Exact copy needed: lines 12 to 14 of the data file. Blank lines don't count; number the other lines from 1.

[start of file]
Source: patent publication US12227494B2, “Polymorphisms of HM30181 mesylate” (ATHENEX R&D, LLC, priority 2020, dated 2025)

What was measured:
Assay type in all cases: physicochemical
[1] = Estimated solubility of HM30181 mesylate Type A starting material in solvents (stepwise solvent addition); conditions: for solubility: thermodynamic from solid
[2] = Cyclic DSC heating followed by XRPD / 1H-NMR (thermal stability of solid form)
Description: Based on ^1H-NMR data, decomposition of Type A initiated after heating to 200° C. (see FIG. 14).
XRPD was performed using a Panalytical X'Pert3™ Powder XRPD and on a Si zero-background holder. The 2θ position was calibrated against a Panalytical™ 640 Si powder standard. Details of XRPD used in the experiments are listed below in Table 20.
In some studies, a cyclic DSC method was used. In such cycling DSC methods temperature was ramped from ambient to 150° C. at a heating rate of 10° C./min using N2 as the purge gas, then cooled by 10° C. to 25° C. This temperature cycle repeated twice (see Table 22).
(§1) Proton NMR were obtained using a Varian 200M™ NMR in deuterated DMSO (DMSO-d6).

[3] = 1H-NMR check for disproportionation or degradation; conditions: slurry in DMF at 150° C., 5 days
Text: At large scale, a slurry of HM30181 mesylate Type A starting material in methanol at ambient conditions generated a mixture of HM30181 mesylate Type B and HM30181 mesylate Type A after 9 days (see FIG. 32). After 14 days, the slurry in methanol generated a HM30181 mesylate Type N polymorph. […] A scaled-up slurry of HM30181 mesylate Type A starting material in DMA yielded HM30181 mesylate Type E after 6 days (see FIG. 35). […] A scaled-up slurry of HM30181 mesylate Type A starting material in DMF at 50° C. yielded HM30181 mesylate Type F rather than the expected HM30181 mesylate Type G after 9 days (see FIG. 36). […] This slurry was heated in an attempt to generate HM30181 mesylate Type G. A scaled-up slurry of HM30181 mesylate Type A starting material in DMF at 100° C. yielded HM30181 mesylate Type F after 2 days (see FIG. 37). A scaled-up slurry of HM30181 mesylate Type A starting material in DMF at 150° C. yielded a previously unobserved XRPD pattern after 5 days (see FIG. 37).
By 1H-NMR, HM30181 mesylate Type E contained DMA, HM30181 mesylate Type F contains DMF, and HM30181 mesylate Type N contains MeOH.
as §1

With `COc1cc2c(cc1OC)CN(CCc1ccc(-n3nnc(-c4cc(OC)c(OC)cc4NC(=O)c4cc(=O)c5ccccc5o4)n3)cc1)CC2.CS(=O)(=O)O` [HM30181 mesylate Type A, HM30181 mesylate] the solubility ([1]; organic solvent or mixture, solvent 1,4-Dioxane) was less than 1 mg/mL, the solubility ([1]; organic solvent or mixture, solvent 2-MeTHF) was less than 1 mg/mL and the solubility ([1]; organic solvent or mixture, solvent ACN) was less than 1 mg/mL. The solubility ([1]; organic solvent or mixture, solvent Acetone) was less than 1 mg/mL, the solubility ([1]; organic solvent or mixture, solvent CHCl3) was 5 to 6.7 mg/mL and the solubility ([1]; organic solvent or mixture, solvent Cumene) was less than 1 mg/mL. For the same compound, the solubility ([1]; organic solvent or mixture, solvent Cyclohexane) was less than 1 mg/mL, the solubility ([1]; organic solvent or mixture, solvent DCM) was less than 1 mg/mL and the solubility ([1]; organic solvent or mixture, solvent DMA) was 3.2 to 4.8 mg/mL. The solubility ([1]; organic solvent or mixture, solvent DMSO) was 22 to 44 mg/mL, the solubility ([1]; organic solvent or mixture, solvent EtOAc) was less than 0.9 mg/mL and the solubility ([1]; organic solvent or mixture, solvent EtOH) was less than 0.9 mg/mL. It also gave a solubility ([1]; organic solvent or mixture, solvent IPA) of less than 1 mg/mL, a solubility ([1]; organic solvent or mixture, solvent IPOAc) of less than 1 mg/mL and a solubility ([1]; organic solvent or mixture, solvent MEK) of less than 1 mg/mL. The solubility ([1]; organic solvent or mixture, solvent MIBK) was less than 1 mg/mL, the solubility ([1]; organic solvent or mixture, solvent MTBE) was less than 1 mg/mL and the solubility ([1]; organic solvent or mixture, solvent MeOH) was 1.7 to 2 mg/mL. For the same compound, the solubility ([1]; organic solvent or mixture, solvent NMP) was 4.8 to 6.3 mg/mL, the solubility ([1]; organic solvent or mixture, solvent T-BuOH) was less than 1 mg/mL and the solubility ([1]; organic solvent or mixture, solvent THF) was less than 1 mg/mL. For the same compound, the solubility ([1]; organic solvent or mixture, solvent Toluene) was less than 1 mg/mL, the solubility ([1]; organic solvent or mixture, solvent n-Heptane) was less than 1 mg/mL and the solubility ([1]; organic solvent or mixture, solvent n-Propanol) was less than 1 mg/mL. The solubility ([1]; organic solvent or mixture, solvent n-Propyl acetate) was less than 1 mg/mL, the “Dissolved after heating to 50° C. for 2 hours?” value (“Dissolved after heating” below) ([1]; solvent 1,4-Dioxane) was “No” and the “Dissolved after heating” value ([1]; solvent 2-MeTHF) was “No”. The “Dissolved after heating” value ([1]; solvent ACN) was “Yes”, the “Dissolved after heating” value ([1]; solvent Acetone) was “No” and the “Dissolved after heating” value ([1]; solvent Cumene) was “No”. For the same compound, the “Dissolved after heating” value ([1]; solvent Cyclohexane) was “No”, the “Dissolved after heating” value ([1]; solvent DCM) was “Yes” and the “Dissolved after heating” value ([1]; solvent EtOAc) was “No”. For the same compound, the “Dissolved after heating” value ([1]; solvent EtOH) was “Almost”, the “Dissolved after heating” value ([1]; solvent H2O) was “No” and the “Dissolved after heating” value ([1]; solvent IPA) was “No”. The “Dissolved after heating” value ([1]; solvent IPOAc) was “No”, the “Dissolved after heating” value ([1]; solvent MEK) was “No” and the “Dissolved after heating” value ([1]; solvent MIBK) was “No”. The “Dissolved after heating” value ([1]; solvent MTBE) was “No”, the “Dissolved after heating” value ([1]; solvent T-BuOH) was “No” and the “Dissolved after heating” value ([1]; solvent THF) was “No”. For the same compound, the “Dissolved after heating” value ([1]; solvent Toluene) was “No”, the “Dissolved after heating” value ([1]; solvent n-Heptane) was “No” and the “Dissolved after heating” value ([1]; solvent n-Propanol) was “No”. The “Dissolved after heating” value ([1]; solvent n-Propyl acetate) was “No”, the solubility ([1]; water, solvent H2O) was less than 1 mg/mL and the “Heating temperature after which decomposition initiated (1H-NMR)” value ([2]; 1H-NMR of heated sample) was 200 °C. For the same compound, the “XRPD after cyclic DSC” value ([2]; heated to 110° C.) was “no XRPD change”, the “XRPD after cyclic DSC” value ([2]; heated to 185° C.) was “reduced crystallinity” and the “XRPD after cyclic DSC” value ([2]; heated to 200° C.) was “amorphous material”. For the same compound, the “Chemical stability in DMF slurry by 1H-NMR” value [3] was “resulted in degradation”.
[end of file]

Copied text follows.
By 1H-NMR, HM30181 mesylate Type E contained DMA, HM30181 mesylate Type F contains DMF, and HM30181 mesylate Type N contains MeOH.
as §1

With `COc1cc2c(cc1OC)CN(CCc1ccc(-n3nnc(-c4cc(OC)c(OC)cc4NC(=O)c4cc(=O)c5ccccc5o4)n3)cc1)CC2.CS(=O)(=O)O` [HM30181 mesylate Type A, HM30181 mesylate] the solubility ([1]; organic solvent or mixture, solvent 1,4-Dioxane) was less than 1 mg/mL, the solubility ([1]; organic solvent or mixture, solvent 2-MeTHF) was less than 1 mg/mL and the solubility ([1]; organic solvent or mixture, solvent ACN) was less than 1 mg/mL. The solubility ([1]; organic solvent or mixture, solvent Acetone) was less than 1 mg/mL, the solubility ([1]; organic solvent or mixture, solvent CHCl3) was 5 to 6.7 mg/mL and the solubility ([1]; organic solvent or mixture, solvent Cumene) was less than 1 mg/mL. For the same compound, the solubility ([1]; organic solvent or mixture, solvent Cyclohexane) was less than 1 mg/mL, the solubility ([1]; organic solvent or mixture, solvent DCM) was less than 1 mg/mL and the solubility ([1]; organic solvent or mixture, solvent DMA) was 3.2 to 4.8 mg/mL. The solubility ([1]; organic solvent or mixture, solvent DMSO) was 22 to 44 mg/mL, the solubility ([1]; organic solvent or mixture, solvent EtOAc) was less than 0.9 mg/mL and the solubility ([1]; organic solvent or mixture, solvent EtOH) was less than 0.9 mg/mL. It also gave a solubility ([1]; organic solvent or mixture, solvent IPA) of less than 1 mg/mL, a solubility ([1]; organic solvent or mixture, solvent IPOAc) of less than 1 mg/mL and a solubility ([1]; organic solvent or mixture, solvent MEK) of less than 1 mg/mL. The solubility ([1]; organic solvent or mixture, solvent MIBK) was less than 1 mg/mL, the solubility ([1]; organic solvent or mixture, solvent MTBE) was less than 1 mg/mL and the solubility ([1]; organic solvent or mixture, solvent MeOH) was 1.7 to 2 mg/mL. For the same compound, the solubility ([1]; organic solvent or mixture, solvent NMP) was 4.8 to 6.3 mg/mL, the solubility ([1]; organic solvent or mixture, solvent T-BuOH) was less than 1 mg/mL and the solubility ([1]; organic solvent or mixture, solvent THF) was less than 1 mg/mL. For the same compound, the solubility ([1]; organic solvent or mixture, solvent Toluene) was less than 1 mg/mL, the solubility ([1]; organic solvent or mixture, solvent n-Heptane) was less than 1 mg/mL and the solubility ([1]; organic solvent or mixture, solvent n-Propanol) was less than 1 mg/mL. The solubility ([1]; organic solvent or mixture, solvent n-Propyl acetate) was less than 1 mg/mL, the “Dissolved after heating to 50° C. for 2 hours?” value (“Dissolved after heating” below) ([1]; solvent 1,4-Dioxane) was “No” and the “Dissolved after heating” value ([1]; solvent 2-MeTHF) was “No”. The “Dissolved after heating” value ([1]; solvent ACN) was “Yes”, the “Dissolved after heating” value ([1]; solvent Acetone) was “No” and the “Dissolved after heating” value ([1]; solvent Cumene) was “No”. For the same compound, the “Dissolved after heating” value ([1]; solvent Cyclohexane) was “No”, the “Dissolved after heating” value ([1]; solvent DCM) was “Yes” and the “Dissolved after heating” value ([1]; solvent EtOAc) was “No”. For the same compound, the “Dissolved after heating” value ([1]; solvent EtOH) was “Almost”, the “Dissolved after heating” value ([1]; solvent H2O) was “No” and the “Dissolved after heating” value ([1]; solvent IPA) was “No”. The “Dissolved after heating” value ([1]; solvent IPOAc) was “No”, the “Dissolved after heating” value ([1]; solvent MEK) was “No” and the “Dissolved after heating” value ([1]; solvent MIBK) was “No”. The “Dissolved after heating” value ([1]; solvent MTBE) was “No”, the “Dissolved after heating” value ([1]; solvent T-BuOH) was “No” and the “Dissolved after heating” value ([1]; solvent THF) was “No”. For the same compound, the “Dissolved after heating” value ([1]; solvent Toluene) was “No”, the “Dissolved after heating” value ([1]; solvent n-Heptane) was “No” and the “Dissolved after heating” value ([1]; solvent n-Propanol) was “No”. The “Dissolved after heating” value ([1]; solvent n-Propyl acetate) was “No”, the solubility ([1]; water, solvent H2O) was less than 1 mg/mL and the “Heating temperature after which decomposition initiated (1H-NMR)” value ([2]; 1H-NMR of heated sample) was 200 °C. For the same compound, the “XRPD after cyclic DSC” value ([2]; heated to 110° C.) was “no XRPD change”, the “XRPD after cyclic DSC” value ([2]; heated to 185° C.) was “reduced crystallinity” and the “XRPD after cyclic DSC” value ([2]; heated to 200° C.) was “amorphous material”. For the same compound, the “Chemical stability in DMF slurry by 1H-NMR” value [3] was “resulted in degradation”.